the issue becomes what is not safe
and what is not fit, and I think
when the ball loops from a length
and hits somebody in the face, that
is when the match officials feel it
is unsafe, but we will definitely
want to play if the conditions are
safe but that is for the match
officials to decide and not us.
England might have won the one-day
series already but there will be no
whitewash after defeat against
Australia this morning.
England were put into bat and got
off to the worst possible start,
losing their first five wickets
for just 8 runs.
Things did improve slightly,
with Chris Woakes hitting
an excellent 78 but their total
of 196 never really
looked like being enough.
Australia cruising to that target
with 13 overs to spare.
And now to the FA Cup. Alexis
Sanchez started for Manchester
United, and he was involved in the
first goal for them, helping to set
up Marcus Rashford. Mata has just
had a goal disallowed for offside.
Ander Herrera with the second offer
Manchester United against Yeovil.
It's been nominated
for seven academy awards -
and star Frances McDormand
is the favourite to take
the best actress Oscar.
Three Billboards outside
Ebbing Missouri is a story
about a grieving mother's
fight for justice.
The BBC's Arts Editor Will Gompertz
has been speaking to the film's
writer and director,
My daughter was married seven months
Frances McDormand, the angry
and unflinching briefings mother.
Martin McDonagh has a
Oscar-nominated for his writing but
not for his directing, is he
Not really, because my
mate has got nominated in the other
category. It would have been nice.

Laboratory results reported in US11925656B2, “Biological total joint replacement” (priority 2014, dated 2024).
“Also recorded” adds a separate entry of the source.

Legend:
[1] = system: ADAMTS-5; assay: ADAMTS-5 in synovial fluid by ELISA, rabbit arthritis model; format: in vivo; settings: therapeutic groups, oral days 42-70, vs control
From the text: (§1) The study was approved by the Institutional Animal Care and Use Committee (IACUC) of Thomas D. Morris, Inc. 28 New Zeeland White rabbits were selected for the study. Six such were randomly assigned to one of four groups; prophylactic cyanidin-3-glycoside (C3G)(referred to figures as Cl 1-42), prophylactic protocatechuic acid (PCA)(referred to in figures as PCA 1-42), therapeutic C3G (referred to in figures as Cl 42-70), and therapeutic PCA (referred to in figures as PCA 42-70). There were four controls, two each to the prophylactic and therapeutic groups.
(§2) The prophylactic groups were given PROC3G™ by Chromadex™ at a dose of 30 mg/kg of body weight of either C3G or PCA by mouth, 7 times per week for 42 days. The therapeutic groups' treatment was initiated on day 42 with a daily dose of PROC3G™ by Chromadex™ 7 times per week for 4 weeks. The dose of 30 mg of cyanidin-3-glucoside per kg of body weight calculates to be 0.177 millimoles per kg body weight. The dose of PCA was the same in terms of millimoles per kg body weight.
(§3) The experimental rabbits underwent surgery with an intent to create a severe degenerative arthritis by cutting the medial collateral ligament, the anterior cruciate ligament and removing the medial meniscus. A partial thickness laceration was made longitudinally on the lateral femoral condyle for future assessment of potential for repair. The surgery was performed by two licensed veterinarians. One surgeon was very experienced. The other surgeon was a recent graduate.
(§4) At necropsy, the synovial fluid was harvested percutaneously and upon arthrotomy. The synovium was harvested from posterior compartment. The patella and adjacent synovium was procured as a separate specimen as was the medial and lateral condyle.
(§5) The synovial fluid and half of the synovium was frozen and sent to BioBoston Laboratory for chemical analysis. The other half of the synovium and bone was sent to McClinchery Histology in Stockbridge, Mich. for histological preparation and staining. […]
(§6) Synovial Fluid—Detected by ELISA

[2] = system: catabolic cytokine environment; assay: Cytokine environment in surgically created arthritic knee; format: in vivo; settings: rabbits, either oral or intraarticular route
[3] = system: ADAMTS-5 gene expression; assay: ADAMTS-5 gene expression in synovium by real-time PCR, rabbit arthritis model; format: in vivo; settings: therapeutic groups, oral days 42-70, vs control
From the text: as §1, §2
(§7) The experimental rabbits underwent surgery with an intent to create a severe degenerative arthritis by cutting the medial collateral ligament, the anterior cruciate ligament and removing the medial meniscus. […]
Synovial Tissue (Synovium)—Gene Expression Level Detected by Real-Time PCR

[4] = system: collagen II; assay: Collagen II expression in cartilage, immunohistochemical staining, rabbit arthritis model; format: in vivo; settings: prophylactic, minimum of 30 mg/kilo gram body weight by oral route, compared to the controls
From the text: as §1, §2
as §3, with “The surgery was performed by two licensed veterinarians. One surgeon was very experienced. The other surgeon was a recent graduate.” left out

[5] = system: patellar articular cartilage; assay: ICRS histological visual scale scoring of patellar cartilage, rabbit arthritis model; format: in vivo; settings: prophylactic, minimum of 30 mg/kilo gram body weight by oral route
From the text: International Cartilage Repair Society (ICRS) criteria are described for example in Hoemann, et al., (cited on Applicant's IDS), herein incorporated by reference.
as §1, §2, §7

You, get over here.
No, you get over
One of the criticisms of Three
Billboards is that the Sam Rockwell
character, the policeman, he's a
racist and he's treated
He is definitely a
racist and a bully and I would not
say he is treated sympathetically,
but I was trying to see the hope in
all of these people. If you say that
is treating a character
sympathetically, to a degree it is,
but the point of the film and I hope
what people come away with, is the
possibility of change in people.
it was me I'd start up with a
database and every male baby that is
born I would stick him on it and as
soon as he did something wrong,
cross-reference it and make certain
it was a correct match and kill him.
We have heard many speeches from
people in the film industry saying
it is time for a change, do you
think summing fundamental is
It feels like something
new and great is happening, I've
been in rooms at the last couple of
awards ceremonies and it is palpable
and it does feel angry and it feels
like it won't go away and I think
that's great. It feels like a change
is probably happening.
ceremony at the beginning of March
might point towards that change with
surprising winners and quite
possibly a forthright acceptance
speech from this lady.
The Guggenheim museum
in New York is reported to have
turned down a request
from President Trump to borrow
a painting by Van Gogh
for the White House -
instead offering him
a solid gold toilet.
The Washington Post says
the Guggenheim apologised for not
being able to furnish the Trumps
with Van Gogh's Landscape With Snow
but expressed hope
that the alternative
would be of interest.
The fully functioning 18 carat gold
toilet is the creation
of artist Maurizio Cattelan,
Don't forget you can get
in touch with me and some
of the team on Twitter -
Stay with us.